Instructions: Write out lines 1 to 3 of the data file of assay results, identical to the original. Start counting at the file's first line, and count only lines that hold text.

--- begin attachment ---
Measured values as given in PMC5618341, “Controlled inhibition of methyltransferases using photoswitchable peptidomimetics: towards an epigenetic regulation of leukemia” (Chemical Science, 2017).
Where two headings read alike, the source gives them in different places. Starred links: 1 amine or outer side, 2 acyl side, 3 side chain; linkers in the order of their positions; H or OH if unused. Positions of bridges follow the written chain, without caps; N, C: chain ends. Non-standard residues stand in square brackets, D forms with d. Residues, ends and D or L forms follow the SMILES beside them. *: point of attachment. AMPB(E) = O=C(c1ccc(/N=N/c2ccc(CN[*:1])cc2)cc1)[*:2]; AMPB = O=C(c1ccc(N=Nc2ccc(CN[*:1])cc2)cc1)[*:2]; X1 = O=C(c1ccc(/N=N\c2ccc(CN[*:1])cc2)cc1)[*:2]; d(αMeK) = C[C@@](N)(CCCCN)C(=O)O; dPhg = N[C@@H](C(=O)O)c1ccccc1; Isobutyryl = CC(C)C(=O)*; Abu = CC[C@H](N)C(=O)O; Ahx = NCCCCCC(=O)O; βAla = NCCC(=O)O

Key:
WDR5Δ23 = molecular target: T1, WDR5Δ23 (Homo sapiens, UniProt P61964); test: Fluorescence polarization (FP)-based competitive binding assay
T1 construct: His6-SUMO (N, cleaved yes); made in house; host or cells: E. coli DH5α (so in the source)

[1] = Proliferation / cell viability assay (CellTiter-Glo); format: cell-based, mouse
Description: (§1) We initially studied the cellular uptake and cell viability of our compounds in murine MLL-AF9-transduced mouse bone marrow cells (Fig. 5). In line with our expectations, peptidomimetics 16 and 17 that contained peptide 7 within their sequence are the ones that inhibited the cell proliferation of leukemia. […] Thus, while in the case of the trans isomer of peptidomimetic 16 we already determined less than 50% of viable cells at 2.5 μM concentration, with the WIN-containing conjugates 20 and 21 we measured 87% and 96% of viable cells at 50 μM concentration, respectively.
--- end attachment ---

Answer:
Measured values as given in PMC5618341, “Controlled inhibition of methyltransferases using photoswitchable peptidomimetics: towards an epigenetic regulation of leukemia” (Chemical Science, 2017).
Where two headings read alike, the source gives them in different places. Starred links: 1 amine or outer side, 2 acyl side, 3 side chain; linkers in the order of their positions; H or OH if unused. Positions of bridges follow the written chain, without caps; N, C: chain ends. Non-standard residues stand in square brackets, D forms with d. Residues, ends and D or L forms follow the SMILES beside them. *: point of attachment. AMPB(E) = O=C(c1ccc(/N=N/c2ccc(CN[*:1])cc2)cc1)[*:2]; AMPB = O=C(c1ccc(N=Nc2ccc(CN[*:1])cc2)cc1)[*:2]; X1 = O=C(c1ccc(/N=N\c2ccc(CN[*:1])cc2)cc1)[*:2]; d(αMeK) = C[C@@](N)(CCCCN)C(=O)O; dPhg = N[C@@H](C(=O)O)c1ccccc1; Isobutyryl = CC(C)C(=O)*; Abu = CC[C@H](N)C(=O)O; Ahx = NCCCCCC(=O)O; βAla = NCCC(=O)O

Key: